Restorative Constitutionalism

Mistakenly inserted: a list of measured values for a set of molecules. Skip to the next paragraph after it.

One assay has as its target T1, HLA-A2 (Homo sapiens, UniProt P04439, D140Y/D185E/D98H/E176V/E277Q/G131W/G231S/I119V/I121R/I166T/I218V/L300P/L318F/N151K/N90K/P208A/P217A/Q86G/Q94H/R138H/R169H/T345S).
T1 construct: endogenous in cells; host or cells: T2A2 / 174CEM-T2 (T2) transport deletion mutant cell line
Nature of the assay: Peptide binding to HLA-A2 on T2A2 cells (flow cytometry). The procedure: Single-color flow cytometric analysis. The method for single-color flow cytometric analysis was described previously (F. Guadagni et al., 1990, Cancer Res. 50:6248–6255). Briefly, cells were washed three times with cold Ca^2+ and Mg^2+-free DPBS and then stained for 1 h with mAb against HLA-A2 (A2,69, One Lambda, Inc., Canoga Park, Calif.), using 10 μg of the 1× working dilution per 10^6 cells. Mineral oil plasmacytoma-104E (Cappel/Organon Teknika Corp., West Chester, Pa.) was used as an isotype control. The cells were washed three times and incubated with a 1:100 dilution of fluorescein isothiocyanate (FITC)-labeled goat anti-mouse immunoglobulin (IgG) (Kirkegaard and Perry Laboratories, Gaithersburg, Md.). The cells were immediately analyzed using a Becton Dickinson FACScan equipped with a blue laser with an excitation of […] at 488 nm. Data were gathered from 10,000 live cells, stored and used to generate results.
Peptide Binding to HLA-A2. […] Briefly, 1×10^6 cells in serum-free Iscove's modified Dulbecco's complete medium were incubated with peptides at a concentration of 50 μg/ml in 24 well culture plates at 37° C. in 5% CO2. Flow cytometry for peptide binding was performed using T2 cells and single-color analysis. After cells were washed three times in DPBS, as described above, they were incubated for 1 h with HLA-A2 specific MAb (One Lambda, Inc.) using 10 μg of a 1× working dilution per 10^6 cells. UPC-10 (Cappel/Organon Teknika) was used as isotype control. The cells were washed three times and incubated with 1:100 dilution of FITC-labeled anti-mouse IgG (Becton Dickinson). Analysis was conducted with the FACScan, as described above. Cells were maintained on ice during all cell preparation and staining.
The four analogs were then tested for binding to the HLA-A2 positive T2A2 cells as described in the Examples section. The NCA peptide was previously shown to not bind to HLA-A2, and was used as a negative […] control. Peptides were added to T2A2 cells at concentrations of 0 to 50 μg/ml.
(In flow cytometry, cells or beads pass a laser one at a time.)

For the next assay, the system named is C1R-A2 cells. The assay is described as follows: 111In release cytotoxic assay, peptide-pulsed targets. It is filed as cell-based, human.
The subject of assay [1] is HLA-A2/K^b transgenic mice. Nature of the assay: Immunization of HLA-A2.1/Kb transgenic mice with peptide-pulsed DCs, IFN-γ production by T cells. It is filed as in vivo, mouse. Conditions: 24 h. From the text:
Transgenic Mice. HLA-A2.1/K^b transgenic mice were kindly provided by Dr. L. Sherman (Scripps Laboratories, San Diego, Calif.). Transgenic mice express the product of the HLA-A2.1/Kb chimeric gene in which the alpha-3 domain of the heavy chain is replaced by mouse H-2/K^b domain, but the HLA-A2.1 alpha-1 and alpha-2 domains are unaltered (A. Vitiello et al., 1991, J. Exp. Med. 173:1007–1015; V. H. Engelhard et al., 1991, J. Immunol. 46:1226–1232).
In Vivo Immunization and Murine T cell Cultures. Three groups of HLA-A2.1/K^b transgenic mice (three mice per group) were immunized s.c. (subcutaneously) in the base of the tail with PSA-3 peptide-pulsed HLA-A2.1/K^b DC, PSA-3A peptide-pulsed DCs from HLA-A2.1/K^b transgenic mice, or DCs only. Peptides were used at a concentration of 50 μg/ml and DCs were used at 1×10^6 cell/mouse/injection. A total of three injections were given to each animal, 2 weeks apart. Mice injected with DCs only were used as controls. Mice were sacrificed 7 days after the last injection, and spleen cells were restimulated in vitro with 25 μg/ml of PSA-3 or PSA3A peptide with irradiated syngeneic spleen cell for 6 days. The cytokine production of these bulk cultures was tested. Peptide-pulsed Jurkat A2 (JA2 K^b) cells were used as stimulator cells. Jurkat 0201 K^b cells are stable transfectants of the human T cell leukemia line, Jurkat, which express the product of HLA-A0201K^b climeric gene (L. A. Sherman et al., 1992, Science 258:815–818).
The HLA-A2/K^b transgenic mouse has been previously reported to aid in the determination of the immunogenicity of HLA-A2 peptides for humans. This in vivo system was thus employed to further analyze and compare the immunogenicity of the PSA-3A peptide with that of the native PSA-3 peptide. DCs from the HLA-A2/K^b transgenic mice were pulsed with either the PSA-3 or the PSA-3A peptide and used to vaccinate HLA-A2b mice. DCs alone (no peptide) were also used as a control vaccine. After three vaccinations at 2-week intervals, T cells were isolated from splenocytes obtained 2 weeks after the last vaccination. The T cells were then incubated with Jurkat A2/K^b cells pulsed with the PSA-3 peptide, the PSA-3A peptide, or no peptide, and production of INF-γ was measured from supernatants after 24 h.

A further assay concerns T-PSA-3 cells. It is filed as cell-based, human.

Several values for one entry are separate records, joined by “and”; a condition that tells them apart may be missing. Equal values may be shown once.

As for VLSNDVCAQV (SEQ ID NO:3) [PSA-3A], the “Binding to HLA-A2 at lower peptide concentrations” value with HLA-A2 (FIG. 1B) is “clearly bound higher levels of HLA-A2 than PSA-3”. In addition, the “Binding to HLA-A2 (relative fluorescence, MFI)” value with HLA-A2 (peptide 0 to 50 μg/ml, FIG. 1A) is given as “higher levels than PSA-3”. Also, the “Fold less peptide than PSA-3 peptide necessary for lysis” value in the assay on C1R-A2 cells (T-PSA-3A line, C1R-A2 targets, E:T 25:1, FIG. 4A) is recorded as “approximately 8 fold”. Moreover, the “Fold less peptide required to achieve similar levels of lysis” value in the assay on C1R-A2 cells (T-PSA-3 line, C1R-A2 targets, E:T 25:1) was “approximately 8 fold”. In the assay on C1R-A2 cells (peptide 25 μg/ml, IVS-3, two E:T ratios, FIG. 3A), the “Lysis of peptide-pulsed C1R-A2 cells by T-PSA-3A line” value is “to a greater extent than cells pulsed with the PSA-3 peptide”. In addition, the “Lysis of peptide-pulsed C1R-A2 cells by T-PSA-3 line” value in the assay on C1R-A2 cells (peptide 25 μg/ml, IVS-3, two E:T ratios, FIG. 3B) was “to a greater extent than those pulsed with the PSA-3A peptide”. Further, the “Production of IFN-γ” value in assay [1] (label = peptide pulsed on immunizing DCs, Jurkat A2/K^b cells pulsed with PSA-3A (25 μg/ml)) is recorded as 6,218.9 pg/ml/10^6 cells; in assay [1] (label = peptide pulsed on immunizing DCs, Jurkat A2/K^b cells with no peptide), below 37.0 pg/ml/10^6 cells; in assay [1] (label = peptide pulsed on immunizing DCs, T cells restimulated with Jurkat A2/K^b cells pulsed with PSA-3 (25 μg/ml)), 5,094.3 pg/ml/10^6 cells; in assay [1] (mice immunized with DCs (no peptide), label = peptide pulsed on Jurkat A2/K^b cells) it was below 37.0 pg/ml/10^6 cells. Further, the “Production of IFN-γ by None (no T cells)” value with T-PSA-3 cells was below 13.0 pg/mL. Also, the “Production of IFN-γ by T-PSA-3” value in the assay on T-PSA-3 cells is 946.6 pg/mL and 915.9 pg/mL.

Restorative constitutional change can take numerous forms: It can involve the formal replacement of a constitution, formal constitutional amendment, the repeal or amendment of quasi-constitutional legislation, or new approaches to judicial interpretation. It can also be both an actual mode of change, and a rhetorical source of justification or legislation. The practice of restorative constitutionalism also involves an interesting set of normative questions. In many constitutional orders, it is obvious that a restorative framing has great rhetorical power. But the practice also raises dangers: one concern is that a restorative framing may unduly limit or inhibit constitutional imagination. Another is that it may become a cover for “abusive” constitutional change. The language of “restoration”, therefore, should be carefully scrutinised to determine its capacity to achieve truly pro-democratic change.